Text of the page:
Date of Award

Spring 2023

Document Type

Open Access Dissertation


Mechanical Engineering

First Advisor

Ramy Harik


Process planning represents an essential stage of the Automated Fiber Placement (AFP) workflow. It develops useful and efficient machine processes based upon the working material, composite design, and manufacturing resources. The current state of process planning requires a high degree of interaction from the process planner and could greatly benefit from increased automation. Therefore, a list of key steps and functions are created to identify the more difficult and time-consuming phases of process planning. Additionally, a set of metrics must exist by which to evaluate the effectiveness of the manufactured laminate from the machine code created during the Process Planning stage.

Layup strategies, in addition to dog ears, stagger shifts, steering constraints, and starting points, represented the group of functions labeled as process optimization and ranked the highest in terms of priority for automation. The laminates resulting from the selected parameters are evaluated through the occurrences of principal defect metrics such as fiber gaps, overlaps, angle deviation and steering violations.

This document presents an automated software solution to the layup strategy and starting point selection phase of process planning. A series of ply scenarios are generated with variations of these ply parameters and evaluated according to a set of metrics entered by the Process Planner. These metrics are generated through use of the Analytical Hierarchy Process (AHP), where relative importance between each of the fiber features are defined. The ply scenarios are selected which reduce the overall fiber feature scores based on the defects the Process Planner wishes to minimize.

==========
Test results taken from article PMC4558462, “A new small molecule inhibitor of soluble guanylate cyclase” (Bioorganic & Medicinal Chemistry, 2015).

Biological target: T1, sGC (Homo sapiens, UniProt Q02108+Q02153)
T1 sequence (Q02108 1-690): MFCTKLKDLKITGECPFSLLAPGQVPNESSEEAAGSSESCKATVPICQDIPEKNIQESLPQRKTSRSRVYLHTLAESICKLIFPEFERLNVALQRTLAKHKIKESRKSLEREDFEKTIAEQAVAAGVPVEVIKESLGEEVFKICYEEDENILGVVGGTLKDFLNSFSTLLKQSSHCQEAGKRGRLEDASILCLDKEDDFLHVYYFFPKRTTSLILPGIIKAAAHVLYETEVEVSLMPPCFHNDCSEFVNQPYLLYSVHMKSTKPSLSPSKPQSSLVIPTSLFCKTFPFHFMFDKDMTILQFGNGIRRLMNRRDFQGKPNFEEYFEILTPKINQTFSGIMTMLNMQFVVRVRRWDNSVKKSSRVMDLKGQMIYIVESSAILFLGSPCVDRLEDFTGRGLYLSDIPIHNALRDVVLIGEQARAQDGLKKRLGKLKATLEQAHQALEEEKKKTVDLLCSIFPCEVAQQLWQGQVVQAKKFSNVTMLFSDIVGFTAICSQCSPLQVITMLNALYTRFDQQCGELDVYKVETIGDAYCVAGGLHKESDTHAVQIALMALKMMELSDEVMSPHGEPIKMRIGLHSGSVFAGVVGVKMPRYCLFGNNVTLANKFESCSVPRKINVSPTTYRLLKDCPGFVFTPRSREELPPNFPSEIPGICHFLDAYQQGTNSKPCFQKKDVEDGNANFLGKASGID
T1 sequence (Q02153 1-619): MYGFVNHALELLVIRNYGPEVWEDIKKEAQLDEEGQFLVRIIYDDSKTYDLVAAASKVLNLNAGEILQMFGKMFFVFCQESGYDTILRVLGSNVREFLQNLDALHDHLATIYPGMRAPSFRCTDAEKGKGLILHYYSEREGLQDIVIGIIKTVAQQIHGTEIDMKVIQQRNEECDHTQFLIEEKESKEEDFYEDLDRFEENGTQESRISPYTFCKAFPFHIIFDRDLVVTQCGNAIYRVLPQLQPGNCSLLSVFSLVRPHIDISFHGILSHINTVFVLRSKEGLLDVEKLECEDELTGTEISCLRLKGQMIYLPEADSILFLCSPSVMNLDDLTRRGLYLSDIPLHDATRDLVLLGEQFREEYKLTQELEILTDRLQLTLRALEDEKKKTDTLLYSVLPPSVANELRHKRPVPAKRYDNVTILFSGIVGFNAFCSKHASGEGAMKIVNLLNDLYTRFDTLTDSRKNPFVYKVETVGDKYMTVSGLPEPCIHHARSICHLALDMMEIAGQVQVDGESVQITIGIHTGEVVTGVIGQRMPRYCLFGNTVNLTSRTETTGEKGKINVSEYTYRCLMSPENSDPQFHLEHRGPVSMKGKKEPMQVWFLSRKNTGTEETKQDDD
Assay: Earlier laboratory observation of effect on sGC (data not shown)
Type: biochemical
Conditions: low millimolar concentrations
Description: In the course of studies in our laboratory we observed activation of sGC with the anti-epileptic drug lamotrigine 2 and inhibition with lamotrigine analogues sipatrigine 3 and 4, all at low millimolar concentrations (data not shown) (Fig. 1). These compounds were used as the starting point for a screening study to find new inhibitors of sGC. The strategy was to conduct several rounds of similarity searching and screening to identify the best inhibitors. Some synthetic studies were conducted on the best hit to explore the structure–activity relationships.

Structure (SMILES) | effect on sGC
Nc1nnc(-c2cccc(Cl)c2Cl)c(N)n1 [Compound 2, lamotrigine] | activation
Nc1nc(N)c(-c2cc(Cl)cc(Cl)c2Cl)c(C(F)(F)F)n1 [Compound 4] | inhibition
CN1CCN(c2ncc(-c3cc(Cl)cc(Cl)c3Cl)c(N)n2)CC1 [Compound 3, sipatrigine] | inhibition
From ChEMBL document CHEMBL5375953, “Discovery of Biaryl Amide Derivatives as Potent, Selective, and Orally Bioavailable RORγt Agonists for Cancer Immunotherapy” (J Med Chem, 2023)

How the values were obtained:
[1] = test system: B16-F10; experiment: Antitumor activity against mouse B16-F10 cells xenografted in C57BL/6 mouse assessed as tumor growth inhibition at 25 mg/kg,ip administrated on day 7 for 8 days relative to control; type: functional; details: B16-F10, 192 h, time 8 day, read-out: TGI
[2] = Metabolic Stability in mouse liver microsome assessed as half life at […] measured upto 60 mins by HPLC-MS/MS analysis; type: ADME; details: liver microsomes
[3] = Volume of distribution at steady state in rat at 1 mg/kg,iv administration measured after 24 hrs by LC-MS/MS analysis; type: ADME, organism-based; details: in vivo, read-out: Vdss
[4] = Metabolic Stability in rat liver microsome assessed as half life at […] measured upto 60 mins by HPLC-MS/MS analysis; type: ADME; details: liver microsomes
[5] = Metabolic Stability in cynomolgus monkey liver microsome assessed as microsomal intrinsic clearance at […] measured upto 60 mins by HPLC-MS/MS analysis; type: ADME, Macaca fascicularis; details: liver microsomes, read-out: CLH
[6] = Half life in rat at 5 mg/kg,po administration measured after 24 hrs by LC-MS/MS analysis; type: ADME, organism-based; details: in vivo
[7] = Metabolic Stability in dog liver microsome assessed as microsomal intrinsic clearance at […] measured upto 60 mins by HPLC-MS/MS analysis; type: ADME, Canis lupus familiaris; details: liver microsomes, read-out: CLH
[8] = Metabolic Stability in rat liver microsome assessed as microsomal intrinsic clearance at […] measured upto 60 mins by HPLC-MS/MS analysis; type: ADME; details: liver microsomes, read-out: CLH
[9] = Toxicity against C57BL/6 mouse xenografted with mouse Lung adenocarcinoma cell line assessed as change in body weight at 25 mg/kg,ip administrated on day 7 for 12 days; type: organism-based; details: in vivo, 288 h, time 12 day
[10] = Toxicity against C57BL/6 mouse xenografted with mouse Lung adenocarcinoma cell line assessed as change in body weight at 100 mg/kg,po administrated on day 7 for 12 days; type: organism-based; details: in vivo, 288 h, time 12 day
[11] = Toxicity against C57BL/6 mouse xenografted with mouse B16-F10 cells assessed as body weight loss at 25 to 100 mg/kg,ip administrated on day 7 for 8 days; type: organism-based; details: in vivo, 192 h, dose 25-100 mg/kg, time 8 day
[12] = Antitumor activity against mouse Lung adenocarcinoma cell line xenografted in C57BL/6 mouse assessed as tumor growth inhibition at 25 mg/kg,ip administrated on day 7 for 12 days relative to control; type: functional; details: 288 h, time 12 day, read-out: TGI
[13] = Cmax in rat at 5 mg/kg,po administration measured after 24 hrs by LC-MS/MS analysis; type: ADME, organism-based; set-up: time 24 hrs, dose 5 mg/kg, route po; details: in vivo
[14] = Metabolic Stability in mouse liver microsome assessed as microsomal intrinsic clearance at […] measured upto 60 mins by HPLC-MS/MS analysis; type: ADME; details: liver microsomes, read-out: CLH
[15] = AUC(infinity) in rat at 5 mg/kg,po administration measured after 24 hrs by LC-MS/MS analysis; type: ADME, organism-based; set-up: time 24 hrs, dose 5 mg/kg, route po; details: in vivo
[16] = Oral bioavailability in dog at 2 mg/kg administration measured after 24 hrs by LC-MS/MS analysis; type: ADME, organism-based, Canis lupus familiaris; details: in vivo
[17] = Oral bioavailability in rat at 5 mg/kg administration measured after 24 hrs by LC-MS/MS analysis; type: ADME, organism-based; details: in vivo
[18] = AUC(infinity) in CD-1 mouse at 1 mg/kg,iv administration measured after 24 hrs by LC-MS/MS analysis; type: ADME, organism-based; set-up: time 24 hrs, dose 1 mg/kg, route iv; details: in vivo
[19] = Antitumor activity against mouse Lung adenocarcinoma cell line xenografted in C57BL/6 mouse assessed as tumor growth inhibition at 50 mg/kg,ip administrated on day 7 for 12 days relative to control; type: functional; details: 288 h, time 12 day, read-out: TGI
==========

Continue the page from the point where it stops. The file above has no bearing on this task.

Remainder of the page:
An extensive evaluation of the ply scoring algorithms was performed with various tool surfaces. The evaluation provided insight into the interaction of the different layup strategies and the underlying geometry of the tool surface. Additionally, the relationship of the various fiber defects with the tool surface curvature were also investigated.

Furthermore, the document covers the incorporation of inspection data for the validation of fiber defect predictions, in addition to a new laminate evaluation tech-nique which begins to consider how undesirable features within the composite may interact through the thickness of the laminate. Utilizing the in-depth understanding of fiber path generation with the evaluation methods within CAPP, a new dynamic layup strategy is devised which considers the assigned relative importance of various defect types to take some of the guess work out of layup strategy selection, which can be a challenging task when complex tool geometry is involved.